Summary of Why New Systems Fail

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Why New Systems Fail book summary


9 Overall

10 Applicability

8 Innovation

7 Style


Performance problems, cost overruns and schedule delays occur in 60% of IT implementations, whether new, replacement or maintenance installations. Speaking to both novice and experienced IT consultants and users, IT expert Phil Simon diagnoses the dysfunction that leads to high failure rates. Using detailed case studies and expert explanations of technology management, he offers guidelines telling your organization how to adapt its IT projects to anticipate roadblocks and avoid catastrophe. He includes tables that organize the factors in making IT project decisions, delineate levels of project complexity, offer cost comparisons, summarize sources of failure, and illustrate instructive case studies. In addition to his insightful heuristics for analyzing complex projects, he shows why you might select certain vendors or off-the-shelf software tools. Simon provides rules of thumb – not technical absolutes – and offers an extensive, helpful glossary. This manual should remain useful and current until the next wave of IT infrastructure technology evolves with the advancement of cloud computing. getAbstract recommends Simon’s plain-English guide to avoiding IT implementation derailment to CIOs, technical officers, infrastructure managers, purchasing executives and anyone involved in IT implementation.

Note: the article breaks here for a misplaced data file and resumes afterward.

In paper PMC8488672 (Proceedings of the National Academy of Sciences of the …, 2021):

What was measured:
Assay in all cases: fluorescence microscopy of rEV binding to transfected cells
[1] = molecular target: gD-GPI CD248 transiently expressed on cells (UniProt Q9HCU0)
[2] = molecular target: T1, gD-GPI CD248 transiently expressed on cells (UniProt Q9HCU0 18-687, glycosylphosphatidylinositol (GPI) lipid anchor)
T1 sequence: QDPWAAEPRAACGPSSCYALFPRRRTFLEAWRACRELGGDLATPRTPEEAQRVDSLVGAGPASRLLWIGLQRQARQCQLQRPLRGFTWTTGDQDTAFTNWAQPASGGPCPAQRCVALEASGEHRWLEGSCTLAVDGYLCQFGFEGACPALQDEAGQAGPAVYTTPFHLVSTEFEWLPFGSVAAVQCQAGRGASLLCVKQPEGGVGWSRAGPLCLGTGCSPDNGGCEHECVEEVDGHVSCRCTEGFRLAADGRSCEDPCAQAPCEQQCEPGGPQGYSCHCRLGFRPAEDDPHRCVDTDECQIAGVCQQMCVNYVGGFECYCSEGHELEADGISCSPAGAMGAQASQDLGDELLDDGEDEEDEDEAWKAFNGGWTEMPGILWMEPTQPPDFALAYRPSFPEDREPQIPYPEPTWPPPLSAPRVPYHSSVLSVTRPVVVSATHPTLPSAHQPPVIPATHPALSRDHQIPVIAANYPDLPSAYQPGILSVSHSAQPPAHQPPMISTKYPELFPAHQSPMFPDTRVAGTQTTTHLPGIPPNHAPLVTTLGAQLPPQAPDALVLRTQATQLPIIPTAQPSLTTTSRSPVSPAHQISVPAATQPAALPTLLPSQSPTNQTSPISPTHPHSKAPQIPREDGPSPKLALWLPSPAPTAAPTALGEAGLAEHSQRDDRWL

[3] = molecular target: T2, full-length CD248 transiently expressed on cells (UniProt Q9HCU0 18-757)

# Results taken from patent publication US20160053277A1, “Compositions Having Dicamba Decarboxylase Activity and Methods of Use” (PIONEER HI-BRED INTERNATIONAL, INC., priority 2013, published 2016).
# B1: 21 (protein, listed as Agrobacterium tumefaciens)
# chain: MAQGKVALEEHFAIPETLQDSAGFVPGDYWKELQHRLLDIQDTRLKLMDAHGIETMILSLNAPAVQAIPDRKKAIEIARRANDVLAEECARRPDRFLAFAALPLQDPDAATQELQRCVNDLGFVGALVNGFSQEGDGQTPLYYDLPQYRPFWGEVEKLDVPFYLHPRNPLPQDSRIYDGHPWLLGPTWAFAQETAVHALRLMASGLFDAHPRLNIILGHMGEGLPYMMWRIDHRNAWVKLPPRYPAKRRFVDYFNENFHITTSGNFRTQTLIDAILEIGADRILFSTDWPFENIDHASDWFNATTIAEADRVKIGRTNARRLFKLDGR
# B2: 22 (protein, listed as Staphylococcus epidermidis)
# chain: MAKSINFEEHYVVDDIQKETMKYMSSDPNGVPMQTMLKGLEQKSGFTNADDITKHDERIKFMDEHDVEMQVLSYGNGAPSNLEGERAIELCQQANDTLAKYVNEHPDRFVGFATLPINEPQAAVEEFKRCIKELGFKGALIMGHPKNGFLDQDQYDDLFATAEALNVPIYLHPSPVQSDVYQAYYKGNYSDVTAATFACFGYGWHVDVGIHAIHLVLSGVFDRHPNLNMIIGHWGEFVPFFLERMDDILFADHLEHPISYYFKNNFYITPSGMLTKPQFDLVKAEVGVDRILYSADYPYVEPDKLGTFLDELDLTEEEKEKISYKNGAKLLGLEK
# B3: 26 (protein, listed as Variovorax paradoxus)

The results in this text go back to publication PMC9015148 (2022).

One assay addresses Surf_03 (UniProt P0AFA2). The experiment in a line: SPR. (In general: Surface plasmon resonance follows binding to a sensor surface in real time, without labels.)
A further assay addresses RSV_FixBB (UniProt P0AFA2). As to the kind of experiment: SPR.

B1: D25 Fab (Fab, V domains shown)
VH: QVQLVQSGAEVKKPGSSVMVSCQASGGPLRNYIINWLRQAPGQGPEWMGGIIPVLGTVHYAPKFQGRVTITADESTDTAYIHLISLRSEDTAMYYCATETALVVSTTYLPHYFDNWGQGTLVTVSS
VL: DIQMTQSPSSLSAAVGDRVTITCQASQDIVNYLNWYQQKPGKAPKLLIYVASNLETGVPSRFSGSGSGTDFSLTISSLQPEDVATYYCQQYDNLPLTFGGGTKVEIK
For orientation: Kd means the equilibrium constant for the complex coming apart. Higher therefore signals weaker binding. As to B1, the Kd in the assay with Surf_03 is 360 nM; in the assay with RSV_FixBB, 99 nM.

In this summary, you will learn

  • What signals tell you it’s time to implement new IT systems;
  • What sources of failure arise during “selection, implementation” and “maintenance,” the life-cycle stages of technology; and
  • How to improve the likelihood of a successful IT upgrade.

About the Author

IT speaker and writer Phil Simon consults in various industries, including retail and health care.



Major IT Projects
Managers must choose their informational technology (IT) projects to align with their company’s goals, budgets and available technology. Organizations across a range of sizes, missions and complexities all need functional processes for accounting, payroll, customer information...

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